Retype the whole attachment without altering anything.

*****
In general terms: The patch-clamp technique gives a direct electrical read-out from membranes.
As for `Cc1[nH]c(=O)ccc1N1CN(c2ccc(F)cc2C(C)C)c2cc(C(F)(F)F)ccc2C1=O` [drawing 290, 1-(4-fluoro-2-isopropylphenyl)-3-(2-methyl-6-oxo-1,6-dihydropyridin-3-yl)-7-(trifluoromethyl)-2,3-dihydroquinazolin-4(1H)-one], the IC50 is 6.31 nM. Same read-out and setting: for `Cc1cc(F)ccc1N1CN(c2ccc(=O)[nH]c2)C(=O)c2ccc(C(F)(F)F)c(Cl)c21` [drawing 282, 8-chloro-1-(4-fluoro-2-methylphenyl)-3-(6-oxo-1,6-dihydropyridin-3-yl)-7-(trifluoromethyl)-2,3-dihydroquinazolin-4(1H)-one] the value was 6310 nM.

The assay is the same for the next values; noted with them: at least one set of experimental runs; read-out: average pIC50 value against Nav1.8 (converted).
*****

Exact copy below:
In general terms: The patch-clamp technique gives a direct electrical read-out from membranes.
As for `Cc1[nH]c(=O)ccc1N1CN(c2ccc(F)cc2C(C)C)c2cc(C(F)(F)F)ccc2C1=O` [drawing 290, 1-(4-fluoro-2-isopropylphenyl)-3-(2-methyl-6-oxo-1,6-dihydropyridin-3-yl)-7-(trifluoromethyl)-2,3-dihydroquinazolin-4(1H)-one], the IC50 is 6.31 nM. Same read-out and setting: for `Cc1cc(F)ccc1N1CN(c2ccc(=O)[nH]c2)C(=O)c2ccc(C(F)(F)F)c(Cl)c21` [drawing 282, 8-chloro-1-(4-fluoro-2-methylphenyl)-3-(6-oxo-1,6-dihydropyridin-3-yl)-7-(trifluoromethyl)-2,3-dihydroquinazolin-4(1H)-one] the value was 6310 nM.

The assay is the same for the next values; noted with them: at least one set of experimental runs; read-out: average pIC50 value against Nav1.8 (converted).